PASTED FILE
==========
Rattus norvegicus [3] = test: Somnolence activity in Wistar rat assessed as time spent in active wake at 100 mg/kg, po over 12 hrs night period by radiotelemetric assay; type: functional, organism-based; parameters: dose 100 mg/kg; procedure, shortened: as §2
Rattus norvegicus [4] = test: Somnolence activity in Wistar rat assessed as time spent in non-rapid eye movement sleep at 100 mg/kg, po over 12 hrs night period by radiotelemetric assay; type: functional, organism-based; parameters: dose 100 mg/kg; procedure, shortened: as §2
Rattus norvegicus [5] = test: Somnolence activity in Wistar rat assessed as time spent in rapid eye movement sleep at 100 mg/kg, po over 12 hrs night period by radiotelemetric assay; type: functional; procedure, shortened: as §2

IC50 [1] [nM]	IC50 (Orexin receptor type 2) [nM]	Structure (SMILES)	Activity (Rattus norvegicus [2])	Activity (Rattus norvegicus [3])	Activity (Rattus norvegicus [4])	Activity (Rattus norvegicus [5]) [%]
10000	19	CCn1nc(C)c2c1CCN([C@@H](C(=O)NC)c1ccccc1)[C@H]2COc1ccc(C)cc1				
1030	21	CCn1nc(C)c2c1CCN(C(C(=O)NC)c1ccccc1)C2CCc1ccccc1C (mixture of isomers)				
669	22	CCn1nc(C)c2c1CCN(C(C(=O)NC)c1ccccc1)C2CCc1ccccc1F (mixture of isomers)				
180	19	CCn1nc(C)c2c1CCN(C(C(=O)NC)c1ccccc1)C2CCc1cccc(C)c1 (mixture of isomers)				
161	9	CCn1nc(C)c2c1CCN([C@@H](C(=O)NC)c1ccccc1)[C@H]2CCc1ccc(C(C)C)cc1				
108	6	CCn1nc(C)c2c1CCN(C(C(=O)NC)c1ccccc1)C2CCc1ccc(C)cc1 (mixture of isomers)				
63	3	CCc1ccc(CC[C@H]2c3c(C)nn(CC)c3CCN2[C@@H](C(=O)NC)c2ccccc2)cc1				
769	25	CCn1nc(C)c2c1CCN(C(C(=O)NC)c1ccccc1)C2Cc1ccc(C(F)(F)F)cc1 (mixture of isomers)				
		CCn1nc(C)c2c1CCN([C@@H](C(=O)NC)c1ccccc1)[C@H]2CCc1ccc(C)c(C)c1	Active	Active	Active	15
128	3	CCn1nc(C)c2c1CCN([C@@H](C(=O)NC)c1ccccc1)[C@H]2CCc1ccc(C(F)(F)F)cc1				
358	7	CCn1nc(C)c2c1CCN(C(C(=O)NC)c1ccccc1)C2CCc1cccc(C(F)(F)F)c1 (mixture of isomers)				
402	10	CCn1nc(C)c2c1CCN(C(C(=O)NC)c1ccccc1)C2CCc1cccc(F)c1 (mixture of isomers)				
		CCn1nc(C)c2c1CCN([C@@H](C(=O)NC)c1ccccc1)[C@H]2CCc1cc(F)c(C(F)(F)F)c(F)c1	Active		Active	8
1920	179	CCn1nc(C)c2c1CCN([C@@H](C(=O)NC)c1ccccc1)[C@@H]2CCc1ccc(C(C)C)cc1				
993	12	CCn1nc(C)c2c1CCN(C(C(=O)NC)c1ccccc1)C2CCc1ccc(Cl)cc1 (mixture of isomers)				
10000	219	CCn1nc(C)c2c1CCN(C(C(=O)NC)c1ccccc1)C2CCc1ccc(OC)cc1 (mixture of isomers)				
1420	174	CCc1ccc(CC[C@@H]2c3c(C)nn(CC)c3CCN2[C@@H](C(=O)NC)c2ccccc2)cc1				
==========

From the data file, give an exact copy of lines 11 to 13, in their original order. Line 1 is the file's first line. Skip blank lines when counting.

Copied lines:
63	3	CCc1ccc(CC[C@H]2c3c(C)nn(CC)c3CCN2[C@@H](C(=O)NC)c2ccccc2)cc1				
769	25	CCn1nc(C)c2c1CCN(C(C(=O)NC)c1ccccc1)C2Cc1ccc(C(F)(F)F)cc1 (mixture of isomers)				
		CCn1nc(C)c2c1CCN([C@@H](C(=O)NC)c1ccccc1)[C@H]2CCc1ccc(C)c(C)c1	Active	Active	Active	15